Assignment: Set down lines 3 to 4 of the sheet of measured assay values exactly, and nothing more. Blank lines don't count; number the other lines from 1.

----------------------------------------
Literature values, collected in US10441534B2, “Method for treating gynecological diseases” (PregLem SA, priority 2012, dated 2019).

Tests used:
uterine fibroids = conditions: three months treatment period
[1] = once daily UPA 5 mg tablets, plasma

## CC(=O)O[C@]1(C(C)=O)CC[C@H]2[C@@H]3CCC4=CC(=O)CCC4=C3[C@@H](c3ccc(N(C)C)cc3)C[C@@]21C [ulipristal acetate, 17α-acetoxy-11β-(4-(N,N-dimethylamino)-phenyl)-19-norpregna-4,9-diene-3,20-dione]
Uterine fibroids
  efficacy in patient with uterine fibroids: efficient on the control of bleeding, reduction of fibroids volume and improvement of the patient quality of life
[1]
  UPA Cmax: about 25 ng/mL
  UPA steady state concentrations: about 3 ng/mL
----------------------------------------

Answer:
uterine fibroids = conditions: three months treatment period
[1] = once daily UPA 5 mg tablets, plasma